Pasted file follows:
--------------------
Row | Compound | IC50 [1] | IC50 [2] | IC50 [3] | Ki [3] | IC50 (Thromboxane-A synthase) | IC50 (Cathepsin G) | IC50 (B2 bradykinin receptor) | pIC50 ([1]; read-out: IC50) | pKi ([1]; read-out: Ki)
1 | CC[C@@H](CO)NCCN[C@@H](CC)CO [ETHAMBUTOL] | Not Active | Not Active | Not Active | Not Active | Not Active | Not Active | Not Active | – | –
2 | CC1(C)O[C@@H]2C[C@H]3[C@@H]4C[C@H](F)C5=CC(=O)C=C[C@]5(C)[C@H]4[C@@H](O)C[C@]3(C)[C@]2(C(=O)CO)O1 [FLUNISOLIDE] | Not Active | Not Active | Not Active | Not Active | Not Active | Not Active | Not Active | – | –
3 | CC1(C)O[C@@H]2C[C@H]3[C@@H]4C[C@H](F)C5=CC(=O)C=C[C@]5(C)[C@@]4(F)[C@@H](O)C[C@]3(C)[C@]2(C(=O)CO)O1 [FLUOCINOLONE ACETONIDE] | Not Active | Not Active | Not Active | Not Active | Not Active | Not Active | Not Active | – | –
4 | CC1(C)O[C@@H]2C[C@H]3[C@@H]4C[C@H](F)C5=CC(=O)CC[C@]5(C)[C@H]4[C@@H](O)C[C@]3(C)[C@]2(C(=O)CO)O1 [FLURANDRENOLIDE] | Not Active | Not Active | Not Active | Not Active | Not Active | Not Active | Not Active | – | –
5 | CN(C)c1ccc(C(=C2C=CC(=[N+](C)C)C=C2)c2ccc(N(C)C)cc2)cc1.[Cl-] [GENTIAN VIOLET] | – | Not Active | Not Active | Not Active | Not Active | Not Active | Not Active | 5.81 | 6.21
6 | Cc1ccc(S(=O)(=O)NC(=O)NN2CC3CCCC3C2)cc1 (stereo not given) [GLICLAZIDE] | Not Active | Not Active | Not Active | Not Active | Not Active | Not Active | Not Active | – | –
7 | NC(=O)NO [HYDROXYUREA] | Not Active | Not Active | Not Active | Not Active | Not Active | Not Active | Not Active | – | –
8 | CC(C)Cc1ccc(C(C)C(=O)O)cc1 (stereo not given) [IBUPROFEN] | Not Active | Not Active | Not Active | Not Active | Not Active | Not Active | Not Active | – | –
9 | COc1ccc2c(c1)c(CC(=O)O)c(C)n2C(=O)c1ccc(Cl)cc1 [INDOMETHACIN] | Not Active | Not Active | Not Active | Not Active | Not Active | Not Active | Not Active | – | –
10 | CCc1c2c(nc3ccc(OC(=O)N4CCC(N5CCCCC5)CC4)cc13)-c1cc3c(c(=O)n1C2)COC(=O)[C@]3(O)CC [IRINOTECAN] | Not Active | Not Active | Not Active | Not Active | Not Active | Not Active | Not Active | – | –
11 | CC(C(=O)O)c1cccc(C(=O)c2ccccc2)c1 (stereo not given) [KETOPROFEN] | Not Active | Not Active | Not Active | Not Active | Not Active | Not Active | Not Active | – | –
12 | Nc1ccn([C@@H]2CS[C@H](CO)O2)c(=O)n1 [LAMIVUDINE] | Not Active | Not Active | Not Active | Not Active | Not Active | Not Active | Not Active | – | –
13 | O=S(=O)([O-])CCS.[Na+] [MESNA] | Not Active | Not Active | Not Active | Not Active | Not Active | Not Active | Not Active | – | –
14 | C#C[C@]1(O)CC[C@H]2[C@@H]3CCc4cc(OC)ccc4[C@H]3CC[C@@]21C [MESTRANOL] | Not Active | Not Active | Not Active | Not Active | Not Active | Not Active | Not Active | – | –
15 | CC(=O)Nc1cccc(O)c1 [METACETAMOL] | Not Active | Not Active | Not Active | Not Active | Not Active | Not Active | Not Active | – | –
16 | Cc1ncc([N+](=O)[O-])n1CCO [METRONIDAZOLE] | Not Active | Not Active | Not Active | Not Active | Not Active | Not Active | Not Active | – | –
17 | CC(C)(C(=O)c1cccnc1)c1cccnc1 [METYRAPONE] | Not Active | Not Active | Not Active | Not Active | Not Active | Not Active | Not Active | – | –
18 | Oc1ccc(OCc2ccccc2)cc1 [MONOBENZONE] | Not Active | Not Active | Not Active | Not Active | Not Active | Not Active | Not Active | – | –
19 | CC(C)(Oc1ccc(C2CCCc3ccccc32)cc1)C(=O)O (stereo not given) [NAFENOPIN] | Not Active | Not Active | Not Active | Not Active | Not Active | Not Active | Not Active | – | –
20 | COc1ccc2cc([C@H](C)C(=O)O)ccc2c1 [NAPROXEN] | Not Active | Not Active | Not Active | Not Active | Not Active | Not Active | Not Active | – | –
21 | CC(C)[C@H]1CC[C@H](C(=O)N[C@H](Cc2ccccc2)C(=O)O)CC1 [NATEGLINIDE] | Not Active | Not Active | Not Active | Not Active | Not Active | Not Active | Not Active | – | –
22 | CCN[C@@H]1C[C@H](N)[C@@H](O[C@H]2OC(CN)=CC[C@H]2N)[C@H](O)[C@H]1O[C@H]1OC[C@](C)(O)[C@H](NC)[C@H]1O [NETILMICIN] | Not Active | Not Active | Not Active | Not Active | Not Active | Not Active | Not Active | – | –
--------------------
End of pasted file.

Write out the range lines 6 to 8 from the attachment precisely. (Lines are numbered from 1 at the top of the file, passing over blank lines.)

5 | CN(C)c1ccc(C(=C2C=CC(=[N+](C)C)C=C2)c2ccc(N(C)C)cc2)cc1.[Cl-] [GENTIAN VIOLET] | – | Not Active | Not Active | Not Active | Not Active | Not Active | Not Active | 5.81 | 6.21
6 | Cc1ccc(S(=O)(=O)NC(=O)NN2CC3CCCC3C2)cc1 (stereo not given) [GLICLAZIDE] | Not Active | Not Active | Not Active | Not Active | Not Active | Not Active | Not Active | – | –
7 | NC(=O)NO [HYDROXYUREA] | Not Active | Not Active | Not Active | Not Active | Not Active | Not Active | Not Active | – | –